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Schools opt for bridges: muxes no longer used to link terminals to Toronto-area CPU.


The Brant County public school system, an hour and a half from Toronto, has 45 elementary schools and six high schools.

For the past three years, they were connected by a computer network for electronic mail and student information and other school records.

At first we multiplexed stand-alone word processors to a central computer.

In 1989, when we opened a new resource center, we decided to consider using bridges, which have dropped considerably in price over the years, becoming more cost-effective.

Although they're still used primarily for LAN (local-area network) and WAN (wide-area network) connections, they were the best option for linking our word processors.

In fact, they're being widely used today to connect PCs (personal computers) in WANs.

A bridge provides the same performance whether users are five or 5000 miles apart.

Limit Of 16

We've always been pleased with the muxes, but they have one major drawback.

One mux can be used to connect only 16 devices for every phone line.

At our new resource center, we have 30 devices--terminals and printers--that must be connected to our central computer.

We would have needed two muxes to link that equipment to our computer.

Buying one bridge was far cheaper than buying two muxes, and the type of bridge we're using (a Cryptall 3000) series Ethernet bridge) offers a number of advantages:

* Room for growth. A mux can be expensive because it doesn't handle a large number of network devices. Generally, a bridge can route data to about 8000 devices.

* Flexibility. Our current system--with standard digital terminals in the schools and all computer power at a central location--works well for us now. Someday, however, we might want to add PCs to our network. Bridges will let us do that.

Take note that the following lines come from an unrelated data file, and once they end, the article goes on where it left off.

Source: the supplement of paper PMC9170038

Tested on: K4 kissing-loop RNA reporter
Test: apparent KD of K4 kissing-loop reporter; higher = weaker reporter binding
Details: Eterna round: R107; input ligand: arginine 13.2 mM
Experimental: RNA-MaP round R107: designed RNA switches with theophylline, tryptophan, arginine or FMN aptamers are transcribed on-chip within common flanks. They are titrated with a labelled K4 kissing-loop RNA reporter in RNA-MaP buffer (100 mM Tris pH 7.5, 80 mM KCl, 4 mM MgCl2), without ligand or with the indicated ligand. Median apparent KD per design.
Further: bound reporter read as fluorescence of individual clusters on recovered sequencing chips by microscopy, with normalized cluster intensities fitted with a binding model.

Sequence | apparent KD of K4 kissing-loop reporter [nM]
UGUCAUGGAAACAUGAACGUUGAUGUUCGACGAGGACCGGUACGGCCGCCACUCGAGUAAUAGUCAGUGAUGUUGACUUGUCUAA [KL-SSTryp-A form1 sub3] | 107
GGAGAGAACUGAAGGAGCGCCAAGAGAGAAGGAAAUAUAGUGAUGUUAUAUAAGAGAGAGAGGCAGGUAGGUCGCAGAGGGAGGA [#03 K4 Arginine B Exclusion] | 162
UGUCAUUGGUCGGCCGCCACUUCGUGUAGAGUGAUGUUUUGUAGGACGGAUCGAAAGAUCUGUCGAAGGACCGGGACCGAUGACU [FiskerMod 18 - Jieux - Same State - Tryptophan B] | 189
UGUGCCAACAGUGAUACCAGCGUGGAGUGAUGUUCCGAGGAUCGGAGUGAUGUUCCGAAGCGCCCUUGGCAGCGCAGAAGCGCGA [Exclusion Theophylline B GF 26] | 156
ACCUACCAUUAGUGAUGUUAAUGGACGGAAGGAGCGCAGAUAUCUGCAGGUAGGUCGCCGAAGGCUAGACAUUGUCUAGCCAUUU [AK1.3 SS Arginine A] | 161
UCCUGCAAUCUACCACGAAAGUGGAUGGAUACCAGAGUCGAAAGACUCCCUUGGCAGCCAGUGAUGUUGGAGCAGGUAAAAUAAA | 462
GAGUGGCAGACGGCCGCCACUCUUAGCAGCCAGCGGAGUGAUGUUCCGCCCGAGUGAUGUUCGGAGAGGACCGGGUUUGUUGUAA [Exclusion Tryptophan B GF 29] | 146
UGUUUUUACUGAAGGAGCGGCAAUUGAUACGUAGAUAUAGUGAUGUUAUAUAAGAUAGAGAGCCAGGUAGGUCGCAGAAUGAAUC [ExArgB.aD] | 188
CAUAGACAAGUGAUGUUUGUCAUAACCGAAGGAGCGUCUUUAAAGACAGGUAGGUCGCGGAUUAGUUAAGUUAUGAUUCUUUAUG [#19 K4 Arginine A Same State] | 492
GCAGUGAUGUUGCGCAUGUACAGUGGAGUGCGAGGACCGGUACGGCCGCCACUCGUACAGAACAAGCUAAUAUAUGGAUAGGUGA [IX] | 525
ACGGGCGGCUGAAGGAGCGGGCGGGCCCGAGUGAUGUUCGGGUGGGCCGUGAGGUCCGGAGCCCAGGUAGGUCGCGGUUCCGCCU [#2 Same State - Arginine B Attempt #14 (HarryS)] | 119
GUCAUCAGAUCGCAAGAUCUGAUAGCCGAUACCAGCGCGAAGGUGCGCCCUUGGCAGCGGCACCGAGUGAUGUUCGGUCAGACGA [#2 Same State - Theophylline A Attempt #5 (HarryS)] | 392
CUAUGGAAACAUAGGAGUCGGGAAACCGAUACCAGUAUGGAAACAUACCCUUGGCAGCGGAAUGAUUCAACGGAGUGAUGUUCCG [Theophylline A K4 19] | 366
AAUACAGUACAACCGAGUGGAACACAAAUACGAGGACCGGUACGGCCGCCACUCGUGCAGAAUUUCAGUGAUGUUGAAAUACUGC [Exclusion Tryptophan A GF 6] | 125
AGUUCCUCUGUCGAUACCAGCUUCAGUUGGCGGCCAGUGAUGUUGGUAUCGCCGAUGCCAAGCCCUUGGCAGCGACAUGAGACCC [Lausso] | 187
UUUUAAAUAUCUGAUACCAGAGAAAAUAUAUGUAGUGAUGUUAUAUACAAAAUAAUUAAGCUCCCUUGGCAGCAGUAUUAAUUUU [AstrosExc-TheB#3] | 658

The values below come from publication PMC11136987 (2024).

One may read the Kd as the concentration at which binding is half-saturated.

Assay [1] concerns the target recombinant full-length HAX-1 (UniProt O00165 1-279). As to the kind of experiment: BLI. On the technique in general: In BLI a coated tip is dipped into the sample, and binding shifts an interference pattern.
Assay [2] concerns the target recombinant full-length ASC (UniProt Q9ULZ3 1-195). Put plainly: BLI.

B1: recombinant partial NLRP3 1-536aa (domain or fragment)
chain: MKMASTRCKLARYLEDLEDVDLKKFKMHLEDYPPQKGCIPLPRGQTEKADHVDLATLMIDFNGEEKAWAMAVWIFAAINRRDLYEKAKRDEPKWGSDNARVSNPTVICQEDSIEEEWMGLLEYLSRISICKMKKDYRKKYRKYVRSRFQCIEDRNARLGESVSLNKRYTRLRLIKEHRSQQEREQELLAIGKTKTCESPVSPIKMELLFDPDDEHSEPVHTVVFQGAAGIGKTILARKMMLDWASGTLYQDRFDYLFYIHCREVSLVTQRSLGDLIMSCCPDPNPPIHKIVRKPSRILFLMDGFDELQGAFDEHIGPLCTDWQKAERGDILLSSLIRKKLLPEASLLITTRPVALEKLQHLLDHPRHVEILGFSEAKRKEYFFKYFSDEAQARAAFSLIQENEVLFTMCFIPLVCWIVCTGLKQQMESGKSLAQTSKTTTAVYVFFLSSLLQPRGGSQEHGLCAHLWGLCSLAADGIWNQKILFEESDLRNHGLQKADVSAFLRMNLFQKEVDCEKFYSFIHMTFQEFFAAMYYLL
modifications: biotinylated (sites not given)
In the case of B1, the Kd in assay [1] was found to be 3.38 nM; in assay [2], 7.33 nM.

* Options for speed. We're transmitting at 56 kb/s. If we want to upgrade to higher data rates, we won't have to purchase another bridge. Our bridge will go to 10 Mb/s.

* Throughput. Many popular bridges can't send continuously at 100% capacity. Ours offers 100% of network capability 100% of the time.

* Self-learning. The bridge "learns" how to determine the appropriate path for data to travel through the network to reach its designated destination. About 15% of our users are at the resource center. Without the self-learning process, the bridge would route 100% of its packets to that location, slowing our network. A small bridge helps.

* Security. We can use security tables to restrict who receives information. We can add data encryption as an option as well.

* Installation. It took only two hours to put in our bridge.

* Easy maintenance. With a multiplexer, you have multiple connections to maintain. With a bridge, you have one connection to the LAN and one to the WAN.
COPYRIGHT 1990 Nelson Publishing
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Author:Smith, Bruce
Publication:Communications News
Date:Feb 1, 1990
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